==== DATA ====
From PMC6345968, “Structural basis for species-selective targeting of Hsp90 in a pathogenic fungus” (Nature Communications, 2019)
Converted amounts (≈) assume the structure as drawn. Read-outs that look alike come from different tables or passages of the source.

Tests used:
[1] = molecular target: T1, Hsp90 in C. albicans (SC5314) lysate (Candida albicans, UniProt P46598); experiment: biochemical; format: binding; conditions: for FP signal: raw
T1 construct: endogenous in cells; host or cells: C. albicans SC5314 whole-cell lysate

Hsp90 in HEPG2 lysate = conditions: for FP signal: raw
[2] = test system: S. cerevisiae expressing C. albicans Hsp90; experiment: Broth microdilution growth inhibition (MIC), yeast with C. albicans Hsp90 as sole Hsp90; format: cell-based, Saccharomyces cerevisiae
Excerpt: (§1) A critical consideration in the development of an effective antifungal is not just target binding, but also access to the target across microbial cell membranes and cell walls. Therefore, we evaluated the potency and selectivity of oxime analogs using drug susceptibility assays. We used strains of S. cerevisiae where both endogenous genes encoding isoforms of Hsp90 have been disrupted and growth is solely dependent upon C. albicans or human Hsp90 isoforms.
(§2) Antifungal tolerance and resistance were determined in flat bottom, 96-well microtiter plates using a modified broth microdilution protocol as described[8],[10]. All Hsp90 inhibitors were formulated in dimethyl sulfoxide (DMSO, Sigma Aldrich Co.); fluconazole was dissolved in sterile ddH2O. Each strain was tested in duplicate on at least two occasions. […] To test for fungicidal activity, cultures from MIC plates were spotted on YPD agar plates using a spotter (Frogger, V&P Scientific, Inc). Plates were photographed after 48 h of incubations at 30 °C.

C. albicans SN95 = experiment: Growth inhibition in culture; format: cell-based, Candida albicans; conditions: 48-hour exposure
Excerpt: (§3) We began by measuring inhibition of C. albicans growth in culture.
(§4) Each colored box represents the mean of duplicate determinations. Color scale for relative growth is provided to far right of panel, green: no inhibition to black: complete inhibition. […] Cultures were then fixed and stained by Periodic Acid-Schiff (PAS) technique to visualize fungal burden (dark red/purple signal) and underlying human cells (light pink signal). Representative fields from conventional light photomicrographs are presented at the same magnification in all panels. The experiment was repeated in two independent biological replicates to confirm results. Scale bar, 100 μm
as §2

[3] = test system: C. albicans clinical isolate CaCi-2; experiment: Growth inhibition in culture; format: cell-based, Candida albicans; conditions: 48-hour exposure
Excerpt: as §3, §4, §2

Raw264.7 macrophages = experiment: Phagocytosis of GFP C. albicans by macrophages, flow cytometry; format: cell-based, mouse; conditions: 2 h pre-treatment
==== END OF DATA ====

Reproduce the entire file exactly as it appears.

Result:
From PMC6345968, “Structural basis for species-selective targeting of Hsp90 in a pathogenic fungus” (Nature Communications, 2019)
Converted amounts (≈) assume the structure as drawn. Read-outs that look alike come from different tables or passages of the source.

Tests used:
[1] = molecular target: T1, Hsp90 in C. albicans (SC5314) lysate (Candida albicans, UniProt P46598); experiment: biochemical; format: binding; conditions: for FP signal: raw
T1 construct: endogenous in cells; host or cells: C. albicans SC5314 whole-cell lysate

Hsp90 in HEPG2 lysate = conditions: for FP signal: raw
[2] = test system: S. cerevisiae expressing C. albicans Hsp90; experiment: Broth microdilution growth inhibition (MIC), yeast with C. albicans Hsp90 as sole Hsp90; format: cell-based, Saccharomyces cerevisiae
Excerpt: (§1) A critical consideration in the development of an effective antifungal is not just target binding, but also access to the target across microbial cell membranes and cell walls. Therefore, we evaluated the potency and selectivity of oxime analogs using drug susceptibility assays. We used strains of S. cerevisiae where both endogenous genes encoding isoforms of Hsp90 have been disrupted and growth is solely dependent upon C. albicans or human Hsp90 isoforms.
(§2) Antifungal tolerance and resistance were determined in flat bottom, 96-well microtiter plates using a modified broth microdilution protocol as described[8],[10]. All Hsp90 inhibitors were formulated in dimethyl sulfoxide (DMSO, Sigma Aldrich Co.); fluconazole was dissolved in sterile ddH2O. Each strain was tested in duplicate on at least two occasions. […] To test for fungicidal activity, cultures from MIC plates were spotted on YPD agar plates using a spotter (Frogger, V&P Scientific, Inc). Plates were photographed after 48 h of incubations at 30 °C.

C. albicans SN95 = experiment: Growth inhibition in culture; format: cell-based, Candida albicans; conditions: 48-hour exposure
Excerpt: (§3) We began by measuring inhibition of C. albicans growth in culture.
(§4) Each colored box represents the mean of duplicate determinations. Color scale for relative growth is provided to far right of panel, green: no inhibition to black: complete inhibition. […] Cultures were then fixed and stained by Periodic Acid-Schiff (PAS) technique to visualize fungal burden (dark red/purple signal) and underlying human cells (light pink signal). Representative fields from conventional light photomicrographs are presented at the same magnification in all panels. The experiment was repeated in two independent biological replicates to confirm results. Scale bar, 100 μm
as §2

[3] = test system: C. albicans clinical isolate CaCi-2; experiment: Growth inhibition in culture; format: cell-based, Candida albicans; conditions: 48-hour exposure
Excerpt: as §3, §4, §2

Raw264.7 macrophages = experiment: Phagocytosis of GFP C. albicans by macrophages, flow cytometry; format: cell-based, mouse; conditions: 2 h pre-treatment